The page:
|Publication number||US7030575 B2|
|Application number||US 10/511,835|
|Publication date||Apr 18, 2006|
|Filing date||Apr 16, 2003|
|Priority date||Apr 19, 2002|
|Also published as||CN1656666A, CN100511945C, EP1497909A2, EP1497909A4, US20050212976, WO2003090333A2, WO2003090333A3|
|Publication number||10511835, 511835, PCT/2003/11564, PCT/US/2003/011564, PCT/US/2003/11564, PCT/US/3/011564, PCT/US/3/11564, PCT/US2003/011564, PCT/US2003/11564, PCT/US2003011564, PCT/US200311564, PCT/US3/011564, PCT/US3/11564, PCT/US3011564, PCT/US311564, US 7030575 B2, US 7030575B2, US-B2-7030575, US7030575 B2, US7030575B2|
|Inventors||Snehali Choksi, Robert Joseph Gries, Kevin Michael Williams, David Ross Jackson, Robert Goah Watson, III|
|Original Assignee||Thomson Licensing|
|Export Citation||BiBTeX, EndNote, RefMan|
|Patent Citations (16), Non-Patent Citations (1), Classifications (19), Legal Events (5)|
|External Links: USPTO, USPTO Assignment, Espacenet|
This application claims the benefit, under 35 U.S.C. § 365 of International Application PCT/US03/11564, filed Apr. 16, 2003, which was published in accordance with PCT Article 21(2) on Oct. 30, 2003 in English and which claims the benefit of U.S. Provisional Patent Application No. 60/374,281, filed Apr. 19, 2002.
This invention relates to video displays, and more particularly to power supply arrangements for displays which may operate at different frequencies.
Multifrequency video displays or monitors are used for both High Definition Television (HDTV) and National Television Standards Committee (NTSC) television viewing and for computer applications. At the current state of the art, charge-coupled device (CCD) displays tend to be costly, or unavailable, especially in large sizes, and in general are not as bright as kinescope or picture-tube types of displays. Plasma displays are not common. Thus, the kinescope display is in common use.
Kinescope displays are ordinarily scanned by means of inductive or electromagnetic yokes near the neck of the kinescope, to which both vertical and horizontal scan currents are applied, to create magnetic fields which deviate one or more electron beams traversing the tube to the phosphorescent display screen. National Television Standards Committee (NTSC) standards for conventional television specify a horizontal scanning frequency of about 15,734 Hz, and a vertical scan frequency of 60 Hz. A large body of art has grown up around vertical and horizontal deflection circuits. Because of the relatively high horizontal scan frequency and significant power involved in performing horizontal scan, the horizontal deflection scanning circuits commonly operate in a resonant retrace mode, in which currents and the associated power are recirculated back to the power source for re-use during the next following scan cycle.
The amplitude of current circulating in a resonant horizontal deflection circuit is mainly determined by the value of the B+ voltage. It is also determined, at least in part, by the desired scan frequency. For a given horizontal deflection system with a fixed value of kinescope ultor (High) voltage, a fixed amount of overscan, and a horizontal deflection yoke having a fixed inductance, the product of the scan time multiplied by the deflection circuit B+ tends to be a constant. Thus, the value of energizing voltage or B+ applied to the horizontal deflection circuit multiplied by the scan time is desirably constant. In the past, many video display systems were designed to apply a constant B+ to the horizontal deflection system.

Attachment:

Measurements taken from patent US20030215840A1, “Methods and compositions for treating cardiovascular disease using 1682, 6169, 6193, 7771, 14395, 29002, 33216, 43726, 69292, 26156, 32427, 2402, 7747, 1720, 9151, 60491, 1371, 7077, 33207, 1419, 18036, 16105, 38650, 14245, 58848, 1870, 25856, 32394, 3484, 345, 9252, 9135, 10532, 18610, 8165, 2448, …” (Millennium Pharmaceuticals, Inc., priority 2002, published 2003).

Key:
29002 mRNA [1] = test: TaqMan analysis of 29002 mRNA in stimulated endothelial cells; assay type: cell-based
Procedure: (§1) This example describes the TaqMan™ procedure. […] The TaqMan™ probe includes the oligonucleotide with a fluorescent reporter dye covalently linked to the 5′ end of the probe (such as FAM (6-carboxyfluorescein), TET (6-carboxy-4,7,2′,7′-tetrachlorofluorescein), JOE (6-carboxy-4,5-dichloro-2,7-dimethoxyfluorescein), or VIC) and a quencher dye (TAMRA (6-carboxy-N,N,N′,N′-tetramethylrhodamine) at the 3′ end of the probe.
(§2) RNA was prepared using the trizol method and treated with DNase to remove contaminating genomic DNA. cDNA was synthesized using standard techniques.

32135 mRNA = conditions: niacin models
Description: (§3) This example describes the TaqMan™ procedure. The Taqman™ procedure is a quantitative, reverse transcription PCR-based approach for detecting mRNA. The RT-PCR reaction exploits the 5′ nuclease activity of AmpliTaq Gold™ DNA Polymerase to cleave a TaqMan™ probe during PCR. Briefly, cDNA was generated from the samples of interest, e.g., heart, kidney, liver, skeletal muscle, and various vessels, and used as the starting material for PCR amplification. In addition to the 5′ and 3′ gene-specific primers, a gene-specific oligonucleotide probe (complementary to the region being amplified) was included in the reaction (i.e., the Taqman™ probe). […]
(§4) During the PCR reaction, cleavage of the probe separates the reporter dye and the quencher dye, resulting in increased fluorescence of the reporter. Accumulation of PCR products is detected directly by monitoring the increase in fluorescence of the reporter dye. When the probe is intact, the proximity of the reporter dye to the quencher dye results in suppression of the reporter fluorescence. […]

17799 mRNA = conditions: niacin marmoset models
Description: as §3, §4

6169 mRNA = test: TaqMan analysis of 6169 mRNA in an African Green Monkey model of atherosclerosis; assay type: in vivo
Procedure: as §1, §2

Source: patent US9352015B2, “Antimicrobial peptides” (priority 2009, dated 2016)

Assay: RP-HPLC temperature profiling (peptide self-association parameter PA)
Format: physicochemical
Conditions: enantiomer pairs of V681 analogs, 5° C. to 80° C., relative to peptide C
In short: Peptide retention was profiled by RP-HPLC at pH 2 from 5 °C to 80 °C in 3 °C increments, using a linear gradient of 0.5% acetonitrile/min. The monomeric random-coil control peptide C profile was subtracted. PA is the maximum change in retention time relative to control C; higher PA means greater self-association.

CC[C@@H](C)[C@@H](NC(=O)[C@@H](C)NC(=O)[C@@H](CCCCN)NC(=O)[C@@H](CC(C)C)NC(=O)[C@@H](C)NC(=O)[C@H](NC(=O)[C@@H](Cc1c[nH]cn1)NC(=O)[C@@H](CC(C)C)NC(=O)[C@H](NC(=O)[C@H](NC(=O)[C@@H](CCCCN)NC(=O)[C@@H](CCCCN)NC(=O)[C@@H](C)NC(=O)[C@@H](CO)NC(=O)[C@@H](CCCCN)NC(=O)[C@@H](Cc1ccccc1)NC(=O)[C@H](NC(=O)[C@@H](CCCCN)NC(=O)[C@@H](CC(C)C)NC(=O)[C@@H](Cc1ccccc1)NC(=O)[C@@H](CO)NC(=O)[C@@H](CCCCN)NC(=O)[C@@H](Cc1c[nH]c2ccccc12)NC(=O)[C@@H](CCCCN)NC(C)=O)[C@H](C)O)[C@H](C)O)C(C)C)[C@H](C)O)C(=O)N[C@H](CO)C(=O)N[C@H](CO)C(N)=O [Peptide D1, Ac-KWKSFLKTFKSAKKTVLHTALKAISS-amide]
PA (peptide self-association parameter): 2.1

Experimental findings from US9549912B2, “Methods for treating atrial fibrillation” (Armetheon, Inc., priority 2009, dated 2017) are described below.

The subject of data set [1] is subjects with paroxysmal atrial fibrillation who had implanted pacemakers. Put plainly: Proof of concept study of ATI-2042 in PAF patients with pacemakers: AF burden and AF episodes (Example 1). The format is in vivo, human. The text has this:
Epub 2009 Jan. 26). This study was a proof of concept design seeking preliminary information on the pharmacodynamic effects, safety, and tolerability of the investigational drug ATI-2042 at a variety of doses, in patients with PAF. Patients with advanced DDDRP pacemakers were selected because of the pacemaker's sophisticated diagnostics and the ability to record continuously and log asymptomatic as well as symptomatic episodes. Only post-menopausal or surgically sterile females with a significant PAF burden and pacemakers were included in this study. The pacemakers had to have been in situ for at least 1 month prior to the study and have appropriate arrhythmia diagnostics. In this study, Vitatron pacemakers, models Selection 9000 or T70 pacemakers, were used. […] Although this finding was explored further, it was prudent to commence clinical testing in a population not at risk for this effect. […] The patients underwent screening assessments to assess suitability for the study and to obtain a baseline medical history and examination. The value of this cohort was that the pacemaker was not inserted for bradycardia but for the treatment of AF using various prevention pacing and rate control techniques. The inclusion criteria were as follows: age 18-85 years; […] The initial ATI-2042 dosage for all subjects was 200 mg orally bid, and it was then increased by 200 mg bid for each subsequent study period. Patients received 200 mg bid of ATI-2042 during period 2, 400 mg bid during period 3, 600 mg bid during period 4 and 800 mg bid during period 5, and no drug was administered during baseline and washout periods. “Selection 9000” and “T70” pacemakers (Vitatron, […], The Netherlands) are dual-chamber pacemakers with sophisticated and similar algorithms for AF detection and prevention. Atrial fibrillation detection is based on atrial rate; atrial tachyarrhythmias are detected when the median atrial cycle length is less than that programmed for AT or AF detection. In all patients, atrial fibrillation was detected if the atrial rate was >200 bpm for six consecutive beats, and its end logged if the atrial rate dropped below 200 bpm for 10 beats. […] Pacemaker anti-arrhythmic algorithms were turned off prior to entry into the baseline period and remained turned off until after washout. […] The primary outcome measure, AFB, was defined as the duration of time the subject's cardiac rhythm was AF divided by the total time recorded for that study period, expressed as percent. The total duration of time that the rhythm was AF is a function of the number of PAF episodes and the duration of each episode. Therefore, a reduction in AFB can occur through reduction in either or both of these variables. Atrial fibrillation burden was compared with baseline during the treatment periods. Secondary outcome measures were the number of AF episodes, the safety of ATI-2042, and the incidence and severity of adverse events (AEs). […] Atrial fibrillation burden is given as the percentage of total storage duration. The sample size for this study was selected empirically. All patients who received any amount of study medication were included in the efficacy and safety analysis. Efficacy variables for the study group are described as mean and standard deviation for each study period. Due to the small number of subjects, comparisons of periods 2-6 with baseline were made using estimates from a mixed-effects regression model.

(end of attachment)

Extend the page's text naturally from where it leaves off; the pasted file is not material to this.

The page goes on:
With the advent of HDTV, many different video formats are available to the consumer. Some of these formats have vertical and horizontal deflection frequencies which differ from those of conventional NTSC broadcast television signals. The higher definition associated with HDTV implies a higher horizontal deflection frequency than for standard-definition television. As the horizontal frequency increases, the scan time must decrease, unless the frequency difference is very small and can be taken up in the retrace time. For most television systems in which the horizontal scanning frequency is varied, the retrace time is held constant, and the scan time is varied. Thus, as the horizontal scanning frequency is increased, the scan time is decreased, and the scan B+ is also increased so that the product of the scan time multiplied by the B+ is a constant.
Many present-day television display devices, including television receivers, derive their scan B+ voltage from a switch mode power supply (SMPS) including inductive elements and a transformer having a secondary winding. The scan B+ is generated from the scan secondary winding by rectification of SMPS pulsatory signals and subsequent filtration. In many such display devices, in order to avoid the need for plural power supplies, the SMPS must also supply auxiliary or ancillary voltages, for operation of systems or circuits other than the horizontal deflection system. In a television receiver, for example, the ancillary systems may include RF and IF processors, video and sound processors, convergence, and others. These ancillary systems ordinarily require that their energizing voltages remain constant, regardless of the horizontal deflection frequency which happens to be in use. The ancillary energizing voltages may be derived from secondary windings of the SMPS transformer other than the one from which the horizontal scan or deflection B+ is derived. However, simply deriving the ancillary energizing voltages from a separate secondary winding will not guarantee that the ancillary energizing voltage does not change. Since the number of turns per winding in the SMPS transformer is fixed, changing the horizontal scan B+, without more, also changes the ancillary energizing voltage.